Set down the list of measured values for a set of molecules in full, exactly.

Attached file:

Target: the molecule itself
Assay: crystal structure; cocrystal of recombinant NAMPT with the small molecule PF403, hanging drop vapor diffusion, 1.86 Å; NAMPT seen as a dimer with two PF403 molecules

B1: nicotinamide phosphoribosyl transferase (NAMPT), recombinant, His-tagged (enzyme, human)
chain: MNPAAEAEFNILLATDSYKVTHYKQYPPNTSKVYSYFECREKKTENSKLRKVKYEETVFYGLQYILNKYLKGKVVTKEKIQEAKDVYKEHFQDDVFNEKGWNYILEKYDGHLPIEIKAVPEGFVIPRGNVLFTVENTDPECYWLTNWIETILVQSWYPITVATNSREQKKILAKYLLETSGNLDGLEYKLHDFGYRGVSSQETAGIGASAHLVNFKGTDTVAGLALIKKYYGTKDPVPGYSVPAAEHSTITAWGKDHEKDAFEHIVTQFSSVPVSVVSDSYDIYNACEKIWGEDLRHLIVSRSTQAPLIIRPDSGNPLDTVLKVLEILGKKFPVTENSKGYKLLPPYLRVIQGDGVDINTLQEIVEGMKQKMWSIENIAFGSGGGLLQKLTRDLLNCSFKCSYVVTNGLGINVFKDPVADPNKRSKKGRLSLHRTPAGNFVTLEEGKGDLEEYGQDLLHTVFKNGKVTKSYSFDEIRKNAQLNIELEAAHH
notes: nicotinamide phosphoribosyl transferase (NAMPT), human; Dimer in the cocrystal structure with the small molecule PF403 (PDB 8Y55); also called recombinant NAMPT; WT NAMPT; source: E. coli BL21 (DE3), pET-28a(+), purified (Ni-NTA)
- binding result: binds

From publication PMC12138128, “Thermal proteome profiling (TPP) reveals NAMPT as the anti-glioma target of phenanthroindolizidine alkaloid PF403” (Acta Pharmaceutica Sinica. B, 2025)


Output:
Target: the molecule itself
Assay: crystal structure; cocrystal of recombinant NAMPT with the small molecule PF403, hanging drop vapor diffusion, 1.86 Å; NAMPT seen as a dimer with two PF403 molecules

B1: nicotinamide phosphoribosyl transferase (NAMPT), recombinant, His-tagged (enzyme, human)
chain: MNPAAEAEFNILLATDSYKVTHYKQYPPNTSKVYSYFECREKKTENSKLRKVKYEETVFYGLQYILNKYLKGKVVTKEKIQEAKDVYKEHFQDDVFNEKGWNYILEKYDGHLPIEIKAVPEGFVIPRGNVLFTVENTDPECYWLTNWIETILVQSWYPITVATNSREQKKILAKYLLETSGNLDGLEYKLHDFGYRGVSSQETAGIGASAHLVNFKGTDTVAGLALIKKYYGTKDPVPGYSVPAAEHSTITAWGKDHEKDAFEHIVTQFSSVPVSVVSDSYDIYNACEKIWGEDLRHLIVSRSTQAPLIIRPDSGNPLDTVLKVLEILGKKFPVTENSKGYKLLPPYLRVIQGDGVDINTLQEIVEGMKQKMWSIENIAFGSGGGLLQKLTRDLLNCSFKCSYVVTNGLGINVFKDPVADPNKRSKKGRLSLHRTPAGNFVTLEEGKGDLEEYGQDLLHTVFKNGKVTKSYSFDEIRKNAQLNIELEAAHH
notes: nicotinamide phosphoribosyl transferase (NAMPT), human; Dimer in the cocrystal structure with the small molecule PF403 (PDB 8Y55); also called recombinant NAMPT; WT NAMPT; source: E. coli BL21 (DE3), pET-28a(+), purified (Ni-NTA)
- binding result: binds

From publication PMC12138128, “Thermal proteome profiling (TPP) reveals NAMPT as the anti-glioma target of phenanthroindolizidine alkaloid PF403” (Acta Pharmaceutica Sinica. B, 2025)